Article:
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Last Updated: Wednesday, 23 June, 2004, 21:23 GMT 22:23 UK
Blair and Howard clash on health
Doctors in a hospital
The Tories want independent hospitals to be able to do NHS work
Tony Blair and Michael Howard have fired the first shots in what is likely to be a major battleground of the next election - the National Health Service.

The clashes came as they unveiled their respective plans for healthcare.

At prime minister's questions Mr Blair said the Tories were offering a "right to charge" not "a right to choose".

Mr Howard said Tory policies could "make waiting lists a thing of the past" - adding that Labour's policies would just lead to more bureaucracy.

He contrasted that with the "Conservative vision of an end to centralisation and targets, real freedom for doctors and nurses, and a real right to choose for patients".

Liberal Democrat leader Charles Kennedy, meanwhile, said what people wanted was high quality public services near their homes rather than "a false debate about choice".

The NHS is becoming the key battleground between the two major political parties - both claiming to be offering the public 'the right to choose'
Mark Easton
BBC Home Editor

Mr Blair used a speech at a London hospital to promise a "new generation" of "personalised" public services.

With the government's five-year plan for the NHS being published on Thursday, the Tories have also fleshed out the details of their "Right to Choose" healthcare plans.

Shadow health secretary Andrew Lansley told BBC News Online: "The most visible aspect of the right to choose is proposing to give patients who need planned hospital operations unrestricted choice of where they go across the country."

Andrew Lansley, shadow health secretary
Lansley denies the subsidy will deprive the NHS of funds

The government is currently pledged to allowing patients treatment at a choice of four or five hospitals.

Leaks suggest ministers plan to extend that to unrestricted choice.

But unveiling his party's plans, Mr Howard said Labour had tried and failed to improve the NHS.

'End to waiting lists'

The Tories are promising doctors more freedom, with all hospitals made foundation trusts with greater flexibility to borrow and invest money.

They also want to give people with long-term diseases control over how their conditions are managed.

And private hospitals could take on NHS work if they can meet the health service's standards and prices.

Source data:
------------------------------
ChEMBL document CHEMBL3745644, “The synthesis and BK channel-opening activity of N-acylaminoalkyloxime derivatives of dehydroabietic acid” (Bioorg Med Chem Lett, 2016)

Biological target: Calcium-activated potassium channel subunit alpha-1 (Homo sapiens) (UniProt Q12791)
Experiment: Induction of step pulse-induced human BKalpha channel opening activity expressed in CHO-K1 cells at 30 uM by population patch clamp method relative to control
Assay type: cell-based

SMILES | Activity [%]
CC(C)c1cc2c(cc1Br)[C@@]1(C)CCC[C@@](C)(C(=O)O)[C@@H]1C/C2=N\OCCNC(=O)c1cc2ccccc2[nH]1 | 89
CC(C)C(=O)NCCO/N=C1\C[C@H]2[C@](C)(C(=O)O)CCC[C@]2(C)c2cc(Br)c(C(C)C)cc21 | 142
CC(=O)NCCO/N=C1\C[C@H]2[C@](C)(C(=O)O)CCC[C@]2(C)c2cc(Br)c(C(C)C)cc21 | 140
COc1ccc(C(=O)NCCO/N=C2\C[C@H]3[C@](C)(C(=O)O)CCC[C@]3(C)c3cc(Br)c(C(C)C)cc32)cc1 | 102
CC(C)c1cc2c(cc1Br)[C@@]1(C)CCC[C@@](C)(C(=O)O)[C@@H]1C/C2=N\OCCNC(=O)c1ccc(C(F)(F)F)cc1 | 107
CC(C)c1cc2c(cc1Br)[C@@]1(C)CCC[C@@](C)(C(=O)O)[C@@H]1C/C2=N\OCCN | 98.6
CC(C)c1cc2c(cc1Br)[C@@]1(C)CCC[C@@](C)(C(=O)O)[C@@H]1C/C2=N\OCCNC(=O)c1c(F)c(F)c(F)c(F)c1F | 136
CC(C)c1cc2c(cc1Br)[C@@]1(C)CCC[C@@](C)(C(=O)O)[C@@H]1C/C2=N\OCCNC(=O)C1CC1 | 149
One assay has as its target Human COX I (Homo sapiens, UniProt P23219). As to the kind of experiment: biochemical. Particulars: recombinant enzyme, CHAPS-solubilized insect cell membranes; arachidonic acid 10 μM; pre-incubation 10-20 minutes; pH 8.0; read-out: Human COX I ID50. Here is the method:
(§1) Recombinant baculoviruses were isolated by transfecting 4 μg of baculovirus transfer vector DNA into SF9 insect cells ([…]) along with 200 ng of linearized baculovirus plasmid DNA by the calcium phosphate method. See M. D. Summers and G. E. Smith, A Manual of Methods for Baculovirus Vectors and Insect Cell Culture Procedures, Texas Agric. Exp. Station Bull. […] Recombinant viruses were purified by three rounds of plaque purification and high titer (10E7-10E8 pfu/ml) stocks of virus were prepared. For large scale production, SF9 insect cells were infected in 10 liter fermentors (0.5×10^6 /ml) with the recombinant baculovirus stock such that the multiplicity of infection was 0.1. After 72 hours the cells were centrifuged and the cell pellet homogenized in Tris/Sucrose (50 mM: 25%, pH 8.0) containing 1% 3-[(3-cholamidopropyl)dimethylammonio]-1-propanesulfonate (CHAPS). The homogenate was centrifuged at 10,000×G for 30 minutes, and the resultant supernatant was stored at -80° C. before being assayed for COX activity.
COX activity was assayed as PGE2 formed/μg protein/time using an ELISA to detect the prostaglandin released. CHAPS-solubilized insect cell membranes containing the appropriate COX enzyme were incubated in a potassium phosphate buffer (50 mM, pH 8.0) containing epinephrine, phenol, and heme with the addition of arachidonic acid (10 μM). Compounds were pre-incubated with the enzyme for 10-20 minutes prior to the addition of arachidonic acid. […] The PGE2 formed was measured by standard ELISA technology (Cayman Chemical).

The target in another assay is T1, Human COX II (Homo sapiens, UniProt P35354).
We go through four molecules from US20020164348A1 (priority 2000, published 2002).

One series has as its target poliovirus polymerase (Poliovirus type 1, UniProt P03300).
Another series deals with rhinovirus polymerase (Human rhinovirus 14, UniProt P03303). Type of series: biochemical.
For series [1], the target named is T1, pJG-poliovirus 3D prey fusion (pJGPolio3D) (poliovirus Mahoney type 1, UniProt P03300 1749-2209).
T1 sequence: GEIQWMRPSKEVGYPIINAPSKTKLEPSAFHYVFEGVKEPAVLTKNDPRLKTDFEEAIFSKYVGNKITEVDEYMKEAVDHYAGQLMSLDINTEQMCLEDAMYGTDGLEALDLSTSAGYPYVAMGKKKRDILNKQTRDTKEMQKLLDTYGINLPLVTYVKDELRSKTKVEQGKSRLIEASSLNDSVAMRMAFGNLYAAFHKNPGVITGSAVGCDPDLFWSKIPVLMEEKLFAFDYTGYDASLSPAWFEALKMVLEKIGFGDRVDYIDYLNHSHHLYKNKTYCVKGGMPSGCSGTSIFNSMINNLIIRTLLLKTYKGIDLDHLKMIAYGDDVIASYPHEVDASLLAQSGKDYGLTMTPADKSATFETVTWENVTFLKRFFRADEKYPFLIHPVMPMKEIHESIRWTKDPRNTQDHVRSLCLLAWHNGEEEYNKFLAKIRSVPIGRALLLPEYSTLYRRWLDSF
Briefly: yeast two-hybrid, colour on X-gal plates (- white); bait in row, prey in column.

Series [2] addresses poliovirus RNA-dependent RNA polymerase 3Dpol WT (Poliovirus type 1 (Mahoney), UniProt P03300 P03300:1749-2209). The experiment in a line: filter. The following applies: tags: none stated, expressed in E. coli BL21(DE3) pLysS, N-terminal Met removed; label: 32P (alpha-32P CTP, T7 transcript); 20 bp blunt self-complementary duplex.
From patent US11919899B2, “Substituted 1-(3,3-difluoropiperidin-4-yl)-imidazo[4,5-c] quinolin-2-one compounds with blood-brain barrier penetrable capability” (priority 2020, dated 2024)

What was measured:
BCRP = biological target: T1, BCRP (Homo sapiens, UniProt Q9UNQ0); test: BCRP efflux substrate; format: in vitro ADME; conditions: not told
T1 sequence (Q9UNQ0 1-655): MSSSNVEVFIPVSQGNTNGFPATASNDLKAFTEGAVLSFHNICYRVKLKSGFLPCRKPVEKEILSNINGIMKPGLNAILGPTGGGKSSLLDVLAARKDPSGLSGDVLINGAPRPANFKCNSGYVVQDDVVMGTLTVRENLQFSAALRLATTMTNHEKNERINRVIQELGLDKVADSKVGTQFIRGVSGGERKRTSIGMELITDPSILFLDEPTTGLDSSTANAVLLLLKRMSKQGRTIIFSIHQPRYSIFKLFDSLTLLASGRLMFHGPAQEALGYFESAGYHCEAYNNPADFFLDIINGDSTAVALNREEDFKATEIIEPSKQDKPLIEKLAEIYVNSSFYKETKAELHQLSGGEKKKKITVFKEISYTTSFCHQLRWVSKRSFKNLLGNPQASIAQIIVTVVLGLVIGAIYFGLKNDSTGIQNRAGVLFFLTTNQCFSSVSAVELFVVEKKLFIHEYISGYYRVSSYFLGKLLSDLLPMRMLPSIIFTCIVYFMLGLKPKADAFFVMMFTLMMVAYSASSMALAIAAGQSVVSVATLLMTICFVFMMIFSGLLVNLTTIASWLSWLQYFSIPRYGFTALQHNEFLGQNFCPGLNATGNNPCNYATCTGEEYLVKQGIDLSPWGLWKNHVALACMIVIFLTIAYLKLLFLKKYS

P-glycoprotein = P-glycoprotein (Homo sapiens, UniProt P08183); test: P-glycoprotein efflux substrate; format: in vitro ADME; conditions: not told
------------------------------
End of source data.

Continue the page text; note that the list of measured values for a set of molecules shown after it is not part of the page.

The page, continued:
Tony Blair
Blair may alarm some unions with his choice agenda
"Our approach will mean that, at last, we can make waiting lists in this country a thing of the past," said Mr Howard.

Perhaps the most controversial aspect of the Tory package is to allow patients to use half the cost of their NHS operation to be treated in a private hospital instead.

The Tories insist this idea, previously called "patients' passports", will free up extra capacity in the NHS without depriving the health service of funds.

Labour is already claiming the plans would take 1bn out of the NHS to help those who can pay, without producing more operations.

And Lib Dem spokesman Paul Burstow branded the Tory plans "unfair, unworkable and uncosted" and said Labour had created an NHS for the "pushy and the articulate".

In his speech, the prime minister insisted extra investment and reforms under Labour had brought real improvements, including falling waiting times and dramatic falls in the "big killer" diseases.

Personal touch

Mr Blair said: "With growing capacity in our public services, we can now accelerate reform.

"We have the opportunity to develop a new generation of personalised services, where equity and excellence go hand in hand - services shaped by the needs of those who use them, services with more choice extended to everyone and not just those that can afford to pay.

HAVE YOUR SAY
The 'one size fits all' NHS is a relic from a ghastly collectivist past
David Moran, Scotland

"Services personal to each and fair to all. This is the battleground for the future of our public services."

Mr Blair said he believed in choice based on people's equal status as a citizen and not on the basis of their wealth - which he termed "choice for the few".

And, in what will be seen as a pitch to the middle classes, he said it was a coalition of "the decent and the disadvantaged" that got Labour into power in 1997.

The prime minister's comments will alarm some Labour MPs and union bosses, with Unison chief Dave Prentis warning that public service workers would not be impressed if reform was code for privatisation.




WATCH AND LISTEN
The BBC's Mark Mardell
"They both believe more choice will drive up standards"



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